A doable—and better—solution would be for schools to police themselves, and some have done just that. Columbia, Dartmouth, Indiana University, and Eastern Kentucky “contextualize” grades on transcripts. They provide the number of students in each class as well as the average grade of the class on the students’ transcripts. Indiana University places on transcripts the grade distribution for each course, the class GPA, and the average student GPA for each course.
There is in fact an immediate, nationwide solution to the grade-inflation crisis. It lies in the hands of the U.S. Department of Education. Recall the previous administration’s “Dear Colleague” letter to universities regarding sexual harassment and assault on campuses. The new administration could pen a letter of its own, requiring “contextualized” transcripts for all students from all universities receiving federal funds, which would cover all but a handful of institutions. The letter could call for adding to transcripts the average grade given to the entire class for each of the courses on a student’s transcript. Here is an example of what it would look like:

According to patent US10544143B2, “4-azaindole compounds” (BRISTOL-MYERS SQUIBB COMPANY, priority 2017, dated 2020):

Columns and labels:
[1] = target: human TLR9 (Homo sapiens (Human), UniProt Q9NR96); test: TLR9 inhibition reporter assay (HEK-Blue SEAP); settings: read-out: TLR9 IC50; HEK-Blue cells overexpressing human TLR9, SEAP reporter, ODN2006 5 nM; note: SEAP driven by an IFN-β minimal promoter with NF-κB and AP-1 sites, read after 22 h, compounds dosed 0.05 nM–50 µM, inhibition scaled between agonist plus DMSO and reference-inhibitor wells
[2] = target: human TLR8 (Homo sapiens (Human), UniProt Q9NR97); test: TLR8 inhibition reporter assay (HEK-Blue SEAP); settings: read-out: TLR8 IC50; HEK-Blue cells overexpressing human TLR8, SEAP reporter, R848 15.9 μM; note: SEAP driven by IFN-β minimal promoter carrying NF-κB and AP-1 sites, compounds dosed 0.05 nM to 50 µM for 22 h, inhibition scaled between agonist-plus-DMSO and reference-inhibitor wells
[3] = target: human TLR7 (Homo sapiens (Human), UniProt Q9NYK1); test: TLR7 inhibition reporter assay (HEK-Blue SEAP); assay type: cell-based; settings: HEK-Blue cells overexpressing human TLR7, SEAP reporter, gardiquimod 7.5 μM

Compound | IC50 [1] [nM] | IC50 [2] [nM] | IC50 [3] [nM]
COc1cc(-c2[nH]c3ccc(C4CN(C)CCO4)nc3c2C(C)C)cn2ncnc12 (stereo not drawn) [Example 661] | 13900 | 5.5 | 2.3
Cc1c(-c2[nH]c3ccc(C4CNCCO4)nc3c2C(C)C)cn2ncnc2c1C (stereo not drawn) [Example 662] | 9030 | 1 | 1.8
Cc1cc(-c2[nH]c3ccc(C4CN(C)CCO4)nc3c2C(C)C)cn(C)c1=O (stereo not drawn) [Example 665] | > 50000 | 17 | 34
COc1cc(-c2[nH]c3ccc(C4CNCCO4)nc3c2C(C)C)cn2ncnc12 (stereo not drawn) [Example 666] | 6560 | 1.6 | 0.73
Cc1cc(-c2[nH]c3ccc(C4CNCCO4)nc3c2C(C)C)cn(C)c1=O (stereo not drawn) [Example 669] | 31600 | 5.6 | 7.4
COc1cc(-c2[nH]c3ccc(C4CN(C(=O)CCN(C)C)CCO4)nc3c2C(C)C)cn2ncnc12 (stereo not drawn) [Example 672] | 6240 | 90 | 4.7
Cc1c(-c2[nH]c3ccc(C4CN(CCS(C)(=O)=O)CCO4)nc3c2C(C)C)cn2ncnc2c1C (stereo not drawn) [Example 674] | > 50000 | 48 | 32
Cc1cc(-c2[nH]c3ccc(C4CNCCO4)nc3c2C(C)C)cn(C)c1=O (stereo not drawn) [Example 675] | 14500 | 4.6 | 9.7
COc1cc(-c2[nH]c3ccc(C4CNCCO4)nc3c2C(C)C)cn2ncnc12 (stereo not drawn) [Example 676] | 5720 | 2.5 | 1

“Biology: Individual Student’s Grade: A (Average grade for the class: C+)”
This tiny transparency requirement would yield big dividends. Employers, as well as graduate admissions committees, would welcome the greater information that comes with contextualization. Students would get a truer sense of what their abilities are and where they truly stand. Transcripts would again be the signalers of accomplishment they were intended to be.
If the federal government does not act on this, at least the Texas Legislature might do it on its own. The Texas Senate recently passed a bill calling for contextualized transcripts for all Texas public, two-year and four-year colleges and universities. The House companion to the Senate bill awaits a committee hearing.
If the bill is passed, Texas’ action could have nearly the national impact of a Department of Education mandate. Texas, the second most populous state in the Union, would become the first entire state to join the previously mentioned universities as a place where transcripts mean something once again. The “Texas Transcript” could shortly come to be regarded by employers as the gold standard. Texas graduates would be taken more seriously because of it.
And Ms. Minaj’s finances could yet rest secure.